Quebec is responding to the effective closure of much of the Chinese market to the province’s recyclables by launching an effort to modernize its recovery and recycling industry. Minister of Sustainable Development, the Environment and the Fight Against Climate Change Isabelle Melançon isn’t banking on re-opening the door to China. Rather, she’s hoping that higher quality recyclables from Quebec will spur the growth of domestic processing capacity, freeing the province from its reliance on an uncertain foreign market.
The government is allocating $6 million to support the improvements at sorting centres, where mixed recyclables are sorted into categories and contaminants are removed. Funding will also be available to other initiatives proposed by the province’s recycling agency — RECYC-QUÉBEC — or recommended by a new committee formed to help modernize the province’s recycling industry. This is on top of the $3.45 million already awarded for the modernization of seven recycling centres.
Another $4.6 million will be available specifically to help the recovery and recycling sector generate quality material suitable to support a circular economy.
At the same time, a recycling industry modernization committee, co-chaired by Louise Hénault-Ethier from the David Suzuki Foundation and Université de Sherbrooke research professor Marc Olivier, will examine all aspects of the province’s recycling system and make recommendations to improve the quality of the material it produces.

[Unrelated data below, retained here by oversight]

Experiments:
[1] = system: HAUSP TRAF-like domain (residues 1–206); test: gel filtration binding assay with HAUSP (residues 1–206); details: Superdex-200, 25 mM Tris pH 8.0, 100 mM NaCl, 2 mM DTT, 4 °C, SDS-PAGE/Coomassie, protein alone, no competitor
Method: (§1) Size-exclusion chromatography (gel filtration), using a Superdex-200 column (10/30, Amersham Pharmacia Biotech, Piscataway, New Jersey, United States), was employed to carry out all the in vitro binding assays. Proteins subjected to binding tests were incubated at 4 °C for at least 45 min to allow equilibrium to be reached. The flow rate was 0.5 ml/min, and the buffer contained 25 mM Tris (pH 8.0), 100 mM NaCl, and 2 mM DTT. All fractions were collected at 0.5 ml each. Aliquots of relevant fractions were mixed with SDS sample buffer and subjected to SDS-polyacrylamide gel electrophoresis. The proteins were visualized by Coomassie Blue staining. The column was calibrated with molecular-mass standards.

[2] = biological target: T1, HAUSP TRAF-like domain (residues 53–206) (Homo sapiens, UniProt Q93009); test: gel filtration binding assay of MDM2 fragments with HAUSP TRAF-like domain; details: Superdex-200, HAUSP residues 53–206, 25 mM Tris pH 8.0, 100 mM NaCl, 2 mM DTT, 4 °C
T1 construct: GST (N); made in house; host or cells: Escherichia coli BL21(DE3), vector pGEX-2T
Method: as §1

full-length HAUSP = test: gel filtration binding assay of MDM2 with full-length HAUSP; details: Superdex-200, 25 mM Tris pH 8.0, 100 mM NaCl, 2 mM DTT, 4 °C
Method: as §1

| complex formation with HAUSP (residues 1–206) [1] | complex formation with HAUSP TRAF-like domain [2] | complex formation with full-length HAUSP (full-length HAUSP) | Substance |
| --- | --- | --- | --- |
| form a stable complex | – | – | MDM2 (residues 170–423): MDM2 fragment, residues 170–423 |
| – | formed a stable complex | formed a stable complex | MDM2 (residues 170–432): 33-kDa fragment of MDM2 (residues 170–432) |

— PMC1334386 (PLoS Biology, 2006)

Quebec has relied heavily on China as a market for its recyclables. The 2017 introduction by China of higher quality standards for imported recyclables provoked a crisis within the Quebec recycling industry, raising the prospect of landfilling what had previously been considered recyclable material.
The province is hoping that the availability of clean, uncontaminated recyclable material will promote the growth of new processing capacity within the province. Government figures show that Quebec recovers more than 1 million tonnes of materials annually. According to waste industry source Waste360, 60% of this amount has been exported, mostly to China.